Gingerbread

"An I had but one penny in the world, thou shouldst have it to buy

ginger-bread" Shakespeare

Following on from my Christmas hamper idea I sent out emails asking about everyone's secret guilty pleasures, and to my surprise my two older grandsons' mother told me that they liked gingerbread. Which gave me pause for thought. Now I can certainly make gingerbread, but I am hopeless at decorating gingerbread shapes with piped icing sugar.


What to do? I searched for simple ideas, but none of them were that simple. I do have a collection of various cookie cutter shapes, so that's a start, and I even think I may still have a piping bag and some of the metal nozzles. But I really don't think that I can use them. Obviously even the most basic sources - the supermarket magazines and Taste.com seem to assume that any mother worth her salt can decorate cakes and gingerbread men with no problems at all. Indeed there are a lot of things to help you on the shelves in the supermarket, but none of those things are any use unless you have something for them to stick to. So perhaps I could ice the whole shape and then throw on a whole lot of decorations. I shall have to investigate the supermarket shelves.


I'm not quite sure when gingerbread became such a Christmassy thing, but I did look into their history a bit. For starters what do you mean by gingerbread? As Felicity Cloake states about England:


"Gingerbread has a confused identity in this country, referring, as it does, simultaneously to moist cakes, crumbly bars, and a whole army of spicy biscuit men."


She is sort of right although I don't think the Australians go in for the cake part of it quite as much It's more cookies and gingernut biscuits I think.


Gingerbread has been around for a very long time in one form or another - well ginger has always been highly regarded medicinally, and mixed with honey - which it originally was - that was a double whammy of health because honey is medicine too.


They now think that gingerbread was brought into Europe by a particular monk - one Saint Gregory of Nicopolis. He was Armenian and Nicopolis was in Greece. But then he moved to France and taught the monks there how to make it. There is also a story that it was brought back to Europe by crusaders. One source said that the first written recipe was in 1390 - another had a date a century later.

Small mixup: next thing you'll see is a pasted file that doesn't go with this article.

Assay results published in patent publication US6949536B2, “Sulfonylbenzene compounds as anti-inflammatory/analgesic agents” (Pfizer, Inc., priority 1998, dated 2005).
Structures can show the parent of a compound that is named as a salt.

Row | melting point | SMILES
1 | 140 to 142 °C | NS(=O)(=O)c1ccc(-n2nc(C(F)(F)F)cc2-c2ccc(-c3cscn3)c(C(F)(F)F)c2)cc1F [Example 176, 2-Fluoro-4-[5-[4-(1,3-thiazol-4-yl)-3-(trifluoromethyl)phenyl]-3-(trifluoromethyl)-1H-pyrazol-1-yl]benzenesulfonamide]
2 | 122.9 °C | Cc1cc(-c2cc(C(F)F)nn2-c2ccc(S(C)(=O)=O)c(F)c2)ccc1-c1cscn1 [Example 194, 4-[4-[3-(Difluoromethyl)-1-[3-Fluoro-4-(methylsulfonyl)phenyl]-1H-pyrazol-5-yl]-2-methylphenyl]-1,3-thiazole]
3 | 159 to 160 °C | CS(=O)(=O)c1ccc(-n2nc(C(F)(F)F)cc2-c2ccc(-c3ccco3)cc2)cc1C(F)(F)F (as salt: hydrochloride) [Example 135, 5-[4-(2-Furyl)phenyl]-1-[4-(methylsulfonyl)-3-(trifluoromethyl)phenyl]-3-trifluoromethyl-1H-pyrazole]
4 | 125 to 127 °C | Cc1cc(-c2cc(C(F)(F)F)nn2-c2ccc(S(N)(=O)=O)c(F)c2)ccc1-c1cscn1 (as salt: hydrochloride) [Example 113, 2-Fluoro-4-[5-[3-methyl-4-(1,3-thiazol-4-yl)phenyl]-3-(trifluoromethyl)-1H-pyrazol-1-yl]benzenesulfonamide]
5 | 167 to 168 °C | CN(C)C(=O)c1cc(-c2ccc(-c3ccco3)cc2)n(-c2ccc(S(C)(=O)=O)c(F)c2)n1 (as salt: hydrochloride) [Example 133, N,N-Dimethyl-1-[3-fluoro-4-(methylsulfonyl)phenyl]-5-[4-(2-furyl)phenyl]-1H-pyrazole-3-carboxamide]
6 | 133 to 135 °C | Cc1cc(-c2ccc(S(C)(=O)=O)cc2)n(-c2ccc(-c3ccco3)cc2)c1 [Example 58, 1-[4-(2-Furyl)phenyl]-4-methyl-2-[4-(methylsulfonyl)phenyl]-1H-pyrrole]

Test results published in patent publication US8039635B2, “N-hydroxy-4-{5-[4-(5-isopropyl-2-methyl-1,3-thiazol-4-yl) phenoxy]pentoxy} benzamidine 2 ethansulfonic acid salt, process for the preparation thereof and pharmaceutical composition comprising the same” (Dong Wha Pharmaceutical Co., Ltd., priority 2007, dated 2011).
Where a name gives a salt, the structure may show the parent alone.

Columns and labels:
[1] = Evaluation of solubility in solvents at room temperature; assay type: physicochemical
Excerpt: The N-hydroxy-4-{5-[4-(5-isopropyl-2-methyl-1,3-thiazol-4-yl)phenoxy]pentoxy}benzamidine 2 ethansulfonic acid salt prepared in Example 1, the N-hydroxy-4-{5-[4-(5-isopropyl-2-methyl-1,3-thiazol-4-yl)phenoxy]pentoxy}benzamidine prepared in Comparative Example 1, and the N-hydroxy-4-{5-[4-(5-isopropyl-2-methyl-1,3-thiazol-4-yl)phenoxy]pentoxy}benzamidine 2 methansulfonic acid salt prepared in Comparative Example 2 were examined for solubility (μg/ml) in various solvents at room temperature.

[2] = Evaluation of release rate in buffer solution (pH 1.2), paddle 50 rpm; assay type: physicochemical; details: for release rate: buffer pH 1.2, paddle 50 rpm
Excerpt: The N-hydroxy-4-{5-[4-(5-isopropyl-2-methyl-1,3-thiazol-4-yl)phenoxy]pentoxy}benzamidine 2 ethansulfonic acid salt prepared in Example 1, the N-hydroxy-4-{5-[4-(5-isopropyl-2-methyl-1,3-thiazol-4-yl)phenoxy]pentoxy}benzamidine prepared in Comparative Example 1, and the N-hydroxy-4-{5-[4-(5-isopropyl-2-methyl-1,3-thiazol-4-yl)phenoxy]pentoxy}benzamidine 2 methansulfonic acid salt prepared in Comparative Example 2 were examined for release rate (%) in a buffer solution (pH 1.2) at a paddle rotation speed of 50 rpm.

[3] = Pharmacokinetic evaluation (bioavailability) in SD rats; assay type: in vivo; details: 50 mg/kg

It is certainly true that gingerbread men, cakes and cookies were made and sold at fairs throughout medieval times. These would have been much simpler than today's version though - simply honey mixed with breadcrumbs and spices that included ginger. Felicity Cloake gave it a try and said:



"The gingerbread men have turned rather auburn, and the result reminds me of a honey-flavoured flapjack. Tasty, but not ideal for hanging on the tree."


And I have to say they look a bit crumbly.


The next reference I found was to the court of Elizabeth I.


"it's said that Elizabeth I's baker made the first gingerbread man - he created gingerbread likenesses of her favourite courtiers, her very own spice boys, lavishly decorated with gold leaf. How much more thrilling than being feted in Hello!"

Hugh Fearnley-Whittingstall


Hugh Fearnley-Whittingstall was not the only one to mention that story, so it's probably true. Then there's Market Drayton in Shropshire which claims to have been the first to make gingerbread - patently not true, although maybe one of the first to make them commercially - back in 1793. They still claim to be the place that invented gingerbread. Well if you've got something you can hang a tourist hook on to then go for it.


Nowadays though gingerbread seems to be a Christmas thing, although I don't know about hanging them on the tree.


"Tis the season to be gingerbread! The sweet-and-spicy treat flavored by a lumpy little root is a ubiquitous celebrity in fall and winter, starring in everything from cute cookies and overpriced lattes to edible construction projects. You can even buy gingerbread-scented mascara or dog shampoo, if you really can't get enough of the stuff."

Amanda Fiegl - Smithsonian Magazine


The gingerbread houses, I have to say are quite beyond my capabilities - I mean look at this one! Last month's Coles Magazine had a step by step cheat version - the core was fruit cake with gingerbread slabs on the outside were the gingerbread.


Still - beyond what I can do. So what to do because obviously I'm going to have to give it a go. I might have to drag out my icing equipment and actually try. At least gingerbread doesn't go off.









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